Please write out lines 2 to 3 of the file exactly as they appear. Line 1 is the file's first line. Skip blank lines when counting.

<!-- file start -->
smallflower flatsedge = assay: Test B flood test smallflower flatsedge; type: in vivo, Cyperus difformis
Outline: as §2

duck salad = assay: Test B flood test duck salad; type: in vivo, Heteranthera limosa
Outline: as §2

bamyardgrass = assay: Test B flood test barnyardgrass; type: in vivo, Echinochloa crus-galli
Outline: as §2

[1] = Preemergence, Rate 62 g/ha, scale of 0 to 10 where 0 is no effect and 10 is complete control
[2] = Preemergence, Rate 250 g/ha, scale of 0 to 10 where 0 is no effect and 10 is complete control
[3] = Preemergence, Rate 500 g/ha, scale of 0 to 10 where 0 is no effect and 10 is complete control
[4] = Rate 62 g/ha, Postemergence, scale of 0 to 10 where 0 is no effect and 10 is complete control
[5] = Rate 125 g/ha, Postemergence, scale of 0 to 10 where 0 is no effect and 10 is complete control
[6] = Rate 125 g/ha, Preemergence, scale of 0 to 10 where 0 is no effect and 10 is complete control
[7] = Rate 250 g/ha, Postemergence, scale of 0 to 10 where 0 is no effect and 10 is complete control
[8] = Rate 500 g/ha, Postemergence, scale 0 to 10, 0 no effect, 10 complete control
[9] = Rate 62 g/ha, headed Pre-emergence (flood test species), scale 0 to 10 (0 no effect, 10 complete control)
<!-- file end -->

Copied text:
Outline: as §2

duck salad = assay: Test B flood test duck salad; type: in vivo, Heteranthera limosa